copyright: Andreas Sibler
copyright: Andreas Sibler

1973  born in Japan

since 1991 lives and works in Hamburg, Germany




University of Fine Arts of Hamburg, Germany, Diplom for Fine Art

by Prof. Norbert Schwontkowski, Prof. Werner Büttner, Prof. Michael Diers


University of Applied Sciences, Hamburg, Germany, Diplom for Design



2019 Ausstellungsstipendium, Sparkassen-Kulturstiftung Stormarn

2014  Ausstellungsstipendium, Cafe Royal Kulturstiftung

2011  Scholarship from Japanese Government Overseas Study Program for Artists

2008  Else-Heiliger-Fonds der Konrad-Adenauer-Stiftung      

2006  Stipendium des DAAD (Deutscher Akademischer Austausch Dienst)

2005  Leistungsstipendium für Ausländische Studierende, Hochschule für Bildende Künste Hamburg




PICTURING, B-Part, Berlin by Künstlerförderung der Konrad-Adenauer-Stiftung (Solo)

PICTURING, Galerie im Marstall, Ahrensburg (Solo)


FEELINGS, Pinakothek der Moderne, München

Salon der Gegenwart, Hamburg

Griffelkunst-Vereinigung Hamburg e.V.

Still, Loock Galerie, Berlin (Solo)




CREATING SPACE, BMWStiftung Herbert Quandt, Berlin



Sammlung Broska, Der Zweite Blick, Kunsthaus, Wiesbaden


10x10, Konrad Adenauer Stiftung, Berlin


Im Licht, Galerie Vera Munro, Hamburg (Solo)

the mysterious device was moving forward, Longhause Projects, N.Y. 

Kunstepedemie - Büttner & Scolari, Feinkunst Krüger, Hamburg


DOMANI, NACT The National Art Center, Tokyo

ANKOMMEN, KUNSTWERK Sammlung Alison und Peter W. Klein, Eberdingen-Nussdorf

Beyond Silence, SCAI THE BATHHOUSE, Tokyo (Solo)

Nur Hier, Sammlung zeitgenössischer Kunst der Bundesrepublik Deutschland, Bundeskunsthalle, Bonn


Neue Arbeiten, Galerie Vera Munro, Hamubrg (Solo)


HIGH IDEALS & CRAZY DREAMS, Galerie Vera Munro, Hamubrg

Hikarikage, 1223 Gendaikaiga, Tokyo (Solo)

Elle Part3 Centre Pompidou, Paris

ANATOMIE, Konrad-Adenauer-Stiftung, Berlin


Windhauch, Galerie Vera Munro, Hamburg (Solo)  

Twinism, Kunsthaus, Hamburg, Twinism, AD&A Gallery, Osaka      


Hitorigoto, SCAI The Bathhouse, Tokyo (Solo)

Lob des Schattens, Else-Heiliger-Fonds, Konrad-Adenauer-Stiftung, Berlin (Solo)  

EIN ÜBERBLICK, Konrad-Adenauer-Stiftung, Berlin


5-7-5, Kunsthaus, Hamburg  

Lebe wohl, Kunsthaus, Hamburg  

Nachhall, Galerie Vera Munro, Hamburg (Solo)  

eleven masters from Hamburg, The German Ambassador’s Residence, London  

Gestern Heute Übermorgen, Westwerk, Hamburg  


INDEX06, Kunsthaus, Hamburg  

ALLES IM FLUSS, Altonaer Museum, Hamburg  

Plattform#3, Kunstverein, Hannover  

top to bottom end to end, Magazin1 der ÖBB, Wien  

wem vertrauen, plan b - kunstraum, Hamburg (Solo)


Collection (short list)      

Centre Pompidou, Paris

Sammlung Zeitgenössischer Kunst Der Bundesrepublik Deutschland

Junge Kunst im Bundesministerium für Umwelt, Bonn

Jil Sander Collection, Hamburg

Burger Collection, Zurich / Hong Kong

Guttman Collection, New York

1223 Gendaikaiga-Contemporary Painting Collection, Tokyo

Arario Museum, Seoul


Piece of reality

The world as an indeterminable, uncertain reality. Take a group of people in a forest, in a public place or in the park; a girl on a footbridge; a deserted, desolatelandscape. When I put them into a painting, I merely hint at time, place, action - thus allowing viewers to look more closely and seek their own personal level of reality. Free from subjective concerns and stripped of colour. In my paintings, emotions, ordinary contradictions and human frailties are transformed into gentle, quiet, soft, resonances. The human condition I depict comes from mypersonal observations rather than what is fed to us by the media.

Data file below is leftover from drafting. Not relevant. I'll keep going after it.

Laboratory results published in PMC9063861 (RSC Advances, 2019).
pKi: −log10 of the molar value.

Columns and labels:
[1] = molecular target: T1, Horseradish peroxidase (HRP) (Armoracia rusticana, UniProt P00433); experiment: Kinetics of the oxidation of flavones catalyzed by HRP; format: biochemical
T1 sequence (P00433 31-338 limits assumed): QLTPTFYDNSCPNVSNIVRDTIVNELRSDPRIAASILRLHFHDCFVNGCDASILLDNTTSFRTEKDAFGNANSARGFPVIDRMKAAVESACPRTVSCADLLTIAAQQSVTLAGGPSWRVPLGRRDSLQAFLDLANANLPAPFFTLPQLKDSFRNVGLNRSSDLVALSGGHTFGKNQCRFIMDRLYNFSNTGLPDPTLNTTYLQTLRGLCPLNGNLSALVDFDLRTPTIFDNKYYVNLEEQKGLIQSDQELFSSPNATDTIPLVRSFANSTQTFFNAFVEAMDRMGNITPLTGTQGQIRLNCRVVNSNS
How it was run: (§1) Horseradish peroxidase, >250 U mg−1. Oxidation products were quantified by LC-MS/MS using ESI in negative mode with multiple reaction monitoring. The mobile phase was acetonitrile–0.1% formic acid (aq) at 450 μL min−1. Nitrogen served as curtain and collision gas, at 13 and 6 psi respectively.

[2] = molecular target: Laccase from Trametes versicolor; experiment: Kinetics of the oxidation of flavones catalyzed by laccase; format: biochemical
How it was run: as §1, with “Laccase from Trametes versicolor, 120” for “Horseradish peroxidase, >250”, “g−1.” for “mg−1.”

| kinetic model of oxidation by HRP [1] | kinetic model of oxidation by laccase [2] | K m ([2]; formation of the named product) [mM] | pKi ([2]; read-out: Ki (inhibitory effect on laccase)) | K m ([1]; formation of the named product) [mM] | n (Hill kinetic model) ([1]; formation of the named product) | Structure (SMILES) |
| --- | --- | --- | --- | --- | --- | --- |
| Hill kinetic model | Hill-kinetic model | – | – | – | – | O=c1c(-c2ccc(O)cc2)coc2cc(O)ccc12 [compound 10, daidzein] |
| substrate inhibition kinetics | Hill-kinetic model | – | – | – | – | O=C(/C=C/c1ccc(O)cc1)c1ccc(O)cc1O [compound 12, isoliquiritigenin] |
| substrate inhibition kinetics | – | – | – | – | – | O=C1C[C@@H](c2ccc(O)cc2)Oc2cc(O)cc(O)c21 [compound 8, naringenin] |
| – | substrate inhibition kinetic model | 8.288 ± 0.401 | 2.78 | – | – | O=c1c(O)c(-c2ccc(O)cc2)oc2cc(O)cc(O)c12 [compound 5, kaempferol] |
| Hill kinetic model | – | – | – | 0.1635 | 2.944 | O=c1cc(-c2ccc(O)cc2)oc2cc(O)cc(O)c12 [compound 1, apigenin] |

The resonances appear as a blur which abstract themselves from time and can even span past and future within itself : an extended moment, a present lost in reverie. The source of the resonance is unclear to allow a dreamlike, displaced reality. A sound - quiet but present. What is seen becomes blurred again, rendering the images peculiarly indefinite.



I came to the conclusion that colour imparts a powerfully shifting impact on a painting – it can radically change the effect and meaning – and this disturbed me. When we see people, we automatically start to interpret. If I depict people in colour, it is immediately much more of a statement and quickly creates the impression of being overloaded. That is why I have been stripping colour further and further back, or rather, fading it out. 


Subtle combined differences 

Small canvases are more open whilst portraying blurring, intimations, faintness. With big paintings, it is different. Large surfaces require a self-contained world be depicted. It is a challenge to bring drawing and painting together – to get the balance right between the two techniques. During this unending process of working with reduction, nothing is to be focused and no moment robbed of its continuity. So, looking again and again, you will find – or think you find - images you might not have seen at first glance. I invite my viewers not to trust their eyes too quickly.  Take time to see clearly; give space to each look at a painting for a second or third reading of a scene. Behind frivolity lies earnestness, behind lightness there is seriousness. Nothing is static, stable, nothing stays as it seems to be.



What I show in different formats in painting is always a part of the many levels of reality. These levels need each other; idyll and danger, good and evil - their existence is intertwined. Something is amiss if one side is too strong or if one interpretation predominates. So my aim is to captur parallelity of life through in-betweens. 


Miwa Ogasawara